By 9/11/01, the narrator is living in New York and experiences the attack on the city in a personal way. Like thousands of others, he queues up to give blood as a way of showing his support. As he waits in line, he is unmercifully harassed by an Islamophobic man and to his utter shame, he wets himself in terror. Afterward, in order to protect himself from further attacks, he steals a crucifix pendant at a Salvation Army store and he wears it for several months. Years later when he confesses that to his Pakistani-American girlfriend, she is shocked. She could never wear a cross, she says. Instead, her family bought flags.

In 2008, the narrator and his father travel to Abbottabad in Pakistan to visit relatives. At the home of his uncle, the uncle lectures him about the "tactical genius" of the 9/11 attacks. He speaks of a Muslim philosophy that is based on the principles espoused by the Prophet Muhammad. It is one that integrates its military and political aspirations. The narrator disagrees with his uncle, but as a guest in his home, he finds it prudent to hold his tongue. His father is appalled by his brother's view and afterward, he harangues his son about how different and, in his words, how terrible the son's life would have been if his father had not emigrated to America. It is, of course, in that same Abbottabad three years later that Osama bin Laden was killed by American Special Forces. 

It is almost impossible for me to sum up this book in any meaningful or coherent way. It is a series of anecdotes that, in the end, create a vision for us of what it is like to grow up Muslim, to live as Muslim in America, especially in post 9/11 America. The wound inflicted on the Muslim community by that event has been deep and long-lasting. These are people for whom America was their home and who only aspired to be good citizens and live in peace. Suddenly their lives were thrown into turmoil and their dreams of belonging were tarnished in some cases for good.

As I finished reading the book, the confusion that I had felt at the beginning had dissolved. I could not imagine the story having been told in any other way. It is a very moving narrative and offers us a clear-eyed view of the stressful contradictions that are a part of American Muslim life. I came away from it with, I think, a much better appreciation of the pressures and anxieties endemic to those lives. Thank you, Ayad Akhtar.

My rating: 5 of 5 stars 

Saturday, January 16, 2021

Poetry Sunday: Something Told the Wild Geese by Rachel Field

The migration of birds has always been a mysterious thing. Although much more is understood of it today than was in the past, we still wonder, how exactly do they know when it is time to go? 

There are a lot of wintering geese here in January but soon enough, in a few weeks, something will tell them to head north again. And just like that, they will be off.

Something Told the Wild Geese

by Rachel Field 

Something told the wild geese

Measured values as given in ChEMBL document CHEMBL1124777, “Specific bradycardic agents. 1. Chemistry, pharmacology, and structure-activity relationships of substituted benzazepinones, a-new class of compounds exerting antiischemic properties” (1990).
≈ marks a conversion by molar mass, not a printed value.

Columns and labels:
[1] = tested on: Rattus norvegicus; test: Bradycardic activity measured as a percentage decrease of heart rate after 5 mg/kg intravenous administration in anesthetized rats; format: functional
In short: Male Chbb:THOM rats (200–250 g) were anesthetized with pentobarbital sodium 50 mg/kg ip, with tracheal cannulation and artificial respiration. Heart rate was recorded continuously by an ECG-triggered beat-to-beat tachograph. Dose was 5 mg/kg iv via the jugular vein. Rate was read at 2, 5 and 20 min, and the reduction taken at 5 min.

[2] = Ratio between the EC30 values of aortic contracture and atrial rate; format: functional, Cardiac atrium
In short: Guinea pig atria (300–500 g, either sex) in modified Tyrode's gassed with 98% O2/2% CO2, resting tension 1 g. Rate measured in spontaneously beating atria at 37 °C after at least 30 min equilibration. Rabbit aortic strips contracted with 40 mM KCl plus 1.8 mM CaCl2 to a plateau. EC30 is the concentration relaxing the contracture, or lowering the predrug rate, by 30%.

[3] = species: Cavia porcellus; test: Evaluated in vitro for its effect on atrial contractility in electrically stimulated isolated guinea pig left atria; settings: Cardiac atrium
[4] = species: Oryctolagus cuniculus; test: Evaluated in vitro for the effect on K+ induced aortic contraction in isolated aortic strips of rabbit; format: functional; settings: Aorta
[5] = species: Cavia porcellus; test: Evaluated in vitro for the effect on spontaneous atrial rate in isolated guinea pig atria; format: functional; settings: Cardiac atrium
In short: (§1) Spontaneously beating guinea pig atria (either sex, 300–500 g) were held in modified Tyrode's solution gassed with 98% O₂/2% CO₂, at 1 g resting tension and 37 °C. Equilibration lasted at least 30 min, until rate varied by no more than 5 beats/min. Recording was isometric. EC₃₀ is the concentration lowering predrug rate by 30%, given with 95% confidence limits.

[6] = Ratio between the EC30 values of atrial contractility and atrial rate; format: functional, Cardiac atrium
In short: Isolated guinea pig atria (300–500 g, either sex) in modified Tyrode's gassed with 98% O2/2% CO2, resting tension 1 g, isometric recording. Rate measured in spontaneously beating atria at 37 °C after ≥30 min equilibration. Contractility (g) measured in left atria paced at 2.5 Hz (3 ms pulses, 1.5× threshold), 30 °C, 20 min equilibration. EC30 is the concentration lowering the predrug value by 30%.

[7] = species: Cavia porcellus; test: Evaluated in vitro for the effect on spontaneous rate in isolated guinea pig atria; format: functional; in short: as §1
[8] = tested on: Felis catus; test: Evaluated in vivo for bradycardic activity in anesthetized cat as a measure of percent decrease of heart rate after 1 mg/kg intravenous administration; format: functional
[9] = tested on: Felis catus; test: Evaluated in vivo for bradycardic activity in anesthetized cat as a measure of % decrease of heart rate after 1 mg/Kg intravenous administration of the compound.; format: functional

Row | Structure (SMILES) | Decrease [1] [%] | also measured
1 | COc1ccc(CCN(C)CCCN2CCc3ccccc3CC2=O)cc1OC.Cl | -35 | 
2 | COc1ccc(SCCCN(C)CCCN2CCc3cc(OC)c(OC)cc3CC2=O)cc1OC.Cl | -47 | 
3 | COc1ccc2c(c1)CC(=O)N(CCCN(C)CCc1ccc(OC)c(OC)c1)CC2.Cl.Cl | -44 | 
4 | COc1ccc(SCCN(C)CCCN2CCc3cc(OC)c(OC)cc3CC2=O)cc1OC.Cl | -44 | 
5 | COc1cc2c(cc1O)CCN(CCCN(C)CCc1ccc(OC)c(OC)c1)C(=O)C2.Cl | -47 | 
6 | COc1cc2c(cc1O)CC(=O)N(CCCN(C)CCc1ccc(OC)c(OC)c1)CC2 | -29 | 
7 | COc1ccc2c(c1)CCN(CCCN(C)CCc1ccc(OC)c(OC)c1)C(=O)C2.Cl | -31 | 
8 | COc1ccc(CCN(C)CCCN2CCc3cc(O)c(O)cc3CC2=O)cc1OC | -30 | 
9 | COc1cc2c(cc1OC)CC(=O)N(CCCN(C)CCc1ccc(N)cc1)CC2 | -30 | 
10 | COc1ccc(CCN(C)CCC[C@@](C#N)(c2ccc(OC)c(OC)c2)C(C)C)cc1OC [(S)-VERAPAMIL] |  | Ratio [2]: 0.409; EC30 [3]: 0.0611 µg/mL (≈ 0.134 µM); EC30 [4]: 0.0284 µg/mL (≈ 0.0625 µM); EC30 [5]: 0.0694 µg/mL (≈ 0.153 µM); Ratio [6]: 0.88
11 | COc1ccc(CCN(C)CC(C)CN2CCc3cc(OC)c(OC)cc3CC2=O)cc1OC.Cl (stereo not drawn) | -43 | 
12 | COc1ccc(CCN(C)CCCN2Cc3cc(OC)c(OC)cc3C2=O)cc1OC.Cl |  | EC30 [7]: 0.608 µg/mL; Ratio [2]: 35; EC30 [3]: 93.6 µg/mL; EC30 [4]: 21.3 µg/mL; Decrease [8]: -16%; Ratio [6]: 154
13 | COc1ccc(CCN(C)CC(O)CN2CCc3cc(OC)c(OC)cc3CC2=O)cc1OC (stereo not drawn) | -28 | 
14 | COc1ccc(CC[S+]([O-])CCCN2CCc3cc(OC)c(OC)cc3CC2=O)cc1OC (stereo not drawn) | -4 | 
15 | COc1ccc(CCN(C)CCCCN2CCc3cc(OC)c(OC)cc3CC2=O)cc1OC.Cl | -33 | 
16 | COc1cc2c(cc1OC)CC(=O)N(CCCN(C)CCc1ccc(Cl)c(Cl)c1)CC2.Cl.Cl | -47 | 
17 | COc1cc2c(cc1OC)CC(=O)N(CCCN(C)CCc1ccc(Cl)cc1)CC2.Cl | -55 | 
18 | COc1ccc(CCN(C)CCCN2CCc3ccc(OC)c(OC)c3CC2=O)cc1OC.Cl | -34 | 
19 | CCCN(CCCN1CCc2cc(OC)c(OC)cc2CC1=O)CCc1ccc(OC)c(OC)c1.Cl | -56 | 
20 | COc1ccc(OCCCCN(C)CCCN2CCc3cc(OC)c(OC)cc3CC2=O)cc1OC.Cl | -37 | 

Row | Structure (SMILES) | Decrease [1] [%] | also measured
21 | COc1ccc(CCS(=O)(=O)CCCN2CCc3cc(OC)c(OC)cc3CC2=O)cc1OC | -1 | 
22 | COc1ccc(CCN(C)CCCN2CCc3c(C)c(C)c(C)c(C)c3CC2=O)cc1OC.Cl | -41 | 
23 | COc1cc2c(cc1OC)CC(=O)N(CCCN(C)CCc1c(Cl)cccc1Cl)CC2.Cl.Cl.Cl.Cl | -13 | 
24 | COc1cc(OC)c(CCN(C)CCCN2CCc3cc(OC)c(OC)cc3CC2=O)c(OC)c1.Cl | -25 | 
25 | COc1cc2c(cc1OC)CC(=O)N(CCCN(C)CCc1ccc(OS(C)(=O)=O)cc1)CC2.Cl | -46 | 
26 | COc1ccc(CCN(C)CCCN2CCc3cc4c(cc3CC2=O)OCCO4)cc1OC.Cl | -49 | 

It was time to go,
Though the fields lay golden
Something whispered, “Snow.”

Leaves were green and stirring,
Berries, luster-glossed,
But beneath warm feathers,
Something cautioned, “Frost.”

All the sagging orchards
Steamed with amber spice,
But each wild breast stiffened
At remembered ice.

Something told the wild geese
It was time to fly.
Summer sun was on their wings,
Winter in their cry.

Friday, January 15, 2021

This week in birds - #434

 A roundup of the week's news of birds and the environment:

Vermillion Flycatcher photographed at Anahuac National Wildlife Refuge on the Texas coast.


One really has to feel for the new Biden administration. What a mess they are being left with and where do they even start to clean it up? The transition team says the damage to the government's ability to address climate change has been even greater than they realized and now they will be starting from scratch to reverse all that in order to meet the administration's goals.


2020 was effectively tied with 2016 for the hottest year on record. The New York Times has a global map that illustrates where the hottest of the hot spots on Earth were.


Even so, greenhouse emissions from the U.S. actually decreased by about ten percent last year. This is almost entirely due to the effects of the pandemic, but if it could be sustained it would help the country achieve its goal for reducing emissions.


The current administration may have just sounded the final death knell for the endangered Northern Spotted Owl in the northwest. They have opened up three million acres of the bird's protected habitat for logging. Many wildlife biologists fear the species cannot survive this action. Can the action be reversed? It is one more challenge for the Biden administration.


One of the really positive effects of the pandemic has been that interest in birding and similar outdoor activities has increased. How wonderful it would be if this interest could be sustained and grown.


Officials at the San Diego Zoo Safari Park have announced that several of the gorillas there have tested positive for the coronavirus, becoming the first apes in the nation known to have become infected. Apparently, the gorillas are experiencing relatively minor symptoms.


2021 might just be the year when offshore wind power finally begins to live up to its promise.


A small group of King Penguins has colonized Martillo Island off the coast of Argentina, nesting grounds of Gentoo and Magellanic Penguins. It is uncertain whether the colony will be able to sustain itself.